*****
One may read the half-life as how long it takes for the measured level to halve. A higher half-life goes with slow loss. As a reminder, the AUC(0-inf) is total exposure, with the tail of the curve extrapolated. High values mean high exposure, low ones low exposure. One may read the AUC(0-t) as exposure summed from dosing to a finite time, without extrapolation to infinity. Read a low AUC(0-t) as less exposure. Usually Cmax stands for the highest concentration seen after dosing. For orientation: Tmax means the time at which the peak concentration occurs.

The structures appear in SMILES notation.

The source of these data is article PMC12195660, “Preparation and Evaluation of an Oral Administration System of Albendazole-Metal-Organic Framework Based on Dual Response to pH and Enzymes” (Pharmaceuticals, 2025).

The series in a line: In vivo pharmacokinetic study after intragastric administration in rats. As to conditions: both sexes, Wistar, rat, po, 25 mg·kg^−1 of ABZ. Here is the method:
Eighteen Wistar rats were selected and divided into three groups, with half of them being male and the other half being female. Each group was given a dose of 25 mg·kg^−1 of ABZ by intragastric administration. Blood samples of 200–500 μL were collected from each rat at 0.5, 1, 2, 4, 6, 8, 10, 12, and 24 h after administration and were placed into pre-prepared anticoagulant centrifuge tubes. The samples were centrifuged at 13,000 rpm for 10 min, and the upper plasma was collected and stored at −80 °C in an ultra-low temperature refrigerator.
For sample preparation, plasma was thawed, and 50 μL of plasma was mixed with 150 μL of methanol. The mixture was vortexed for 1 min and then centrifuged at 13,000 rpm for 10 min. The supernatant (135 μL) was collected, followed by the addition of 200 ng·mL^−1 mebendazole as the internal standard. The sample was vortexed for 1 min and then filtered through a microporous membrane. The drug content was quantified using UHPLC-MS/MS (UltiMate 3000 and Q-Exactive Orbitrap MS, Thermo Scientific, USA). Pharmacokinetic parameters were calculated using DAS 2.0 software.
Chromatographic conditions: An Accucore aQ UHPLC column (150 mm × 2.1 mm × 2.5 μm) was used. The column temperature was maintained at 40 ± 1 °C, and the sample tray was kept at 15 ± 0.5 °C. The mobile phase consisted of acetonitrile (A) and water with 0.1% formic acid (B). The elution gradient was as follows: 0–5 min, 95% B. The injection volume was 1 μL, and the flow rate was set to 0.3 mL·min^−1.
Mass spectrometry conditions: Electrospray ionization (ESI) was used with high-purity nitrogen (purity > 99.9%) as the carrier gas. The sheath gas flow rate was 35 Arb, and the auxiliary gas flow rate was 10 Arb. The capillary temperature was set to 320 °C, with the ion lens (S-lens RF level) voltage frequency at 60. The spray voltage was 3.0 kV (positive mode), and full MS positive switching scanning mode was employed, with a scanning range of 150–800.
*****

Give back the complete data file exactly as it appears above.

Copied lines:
One may read the half-life as how long it takes for the measured level to halve. A higher half-life goes with slow loss. As a reminder, the AUC(0-inf) is total exposure, with the tail of the curve extrapolated. High values mean high exposure, low ones low exposure. One may read the AUC(0-t) as exposure summed from dosing to a finite time, without extrapolation to infinity. Read a low AUC(0-t) as less exposure. Usually Cmax stands for the highest concentration seen after dosing. For orientation: Tmax means the time at which the peak concentration occurs.

The structures appear in SMILES notation.

The source of these data is article PMC12195660, “Preparation and Evaluation of an Oral Administration System of Albendazole-Metal-Organic Framework Based on Dual Response to pH and Enzymes” (Pharmaceuticals, 2025).

The series in a line: In vivo pharmacokinetic study after intragastric administration in rats. As to conditions: both sexes, Wistar, rat, po, 25 mg·kg^−1 of ABZ. Here is the method:
Eighteen Wistar rats were selected and divided into three groups, with half of them being male and the other half being female. Each group was given a dose of 25 mg·kg^−1 of ABZ by intragastric administration. Blood samples of 200–500 μL were collected from each rat at 0.5, 1, 2, 4, 6, 8, 10, 12, and 24 h after administration and were placed into pre-prepared anticoagulant centrifuge tubes. The samples were centrifuged at 13,000 rpm for 10 min, and the upper plasma was collected and stored at −80 °C in an ultra-low temperature refrigerator.
For sample preparation, plasma was thawed, and 50 μL of plasma was mixed with 150 μL of methanol. The mixture was vortexed for 1 min and then centrifuged at 13,000 rpm for 10 min. The supernatant (135 μL) was collected, followed by the addition of 200 ng·mL^−1 mebendazole as the internal standard. The sample was vortexed for 1 min and then filtered through a microporous membrane. The drug content was quantified using UHPLC-MS/MS (UltiMate 3000 and Q-Exactive Orbitrap MS, Thermo Scientific, USA). Pharmacokinetic parameters were calculated using DAS 2.0 software.
Chromatographic conditions: An Accucore aQ UHPLC column (150 mm × 2.1 mm × 2.5 μm) was used. The column temperature was maintained at 40 ± 1 °C, and the sample tray was kept at 15 ± 0.5 °C. The mobile phase consisted of acetonitrile (A) and water with 0.1% formic acid (B). The elution gradient was as follows: 0–5 min, 95% B. The injection volume was 1 μL, and the flow rate was set to 0.3 mL·min^−1.
Mass spectrometry conditions: Electrospray ionization (ESI) was used with high-purity nitrogen (purity > 99.9%) as the carrier gas. The sheath gas flow rate was 35 Arb, and the auxiliary gas flow rate was 10 Arb. The capillary temperature was set to 320 °C, with the ion lens (S-lens RF level) voltage frequency at 60. The spray voltage was 3.0 kV (positive mode), and full MS positive switching scanning mode was employed, with a scanning range of 150–800.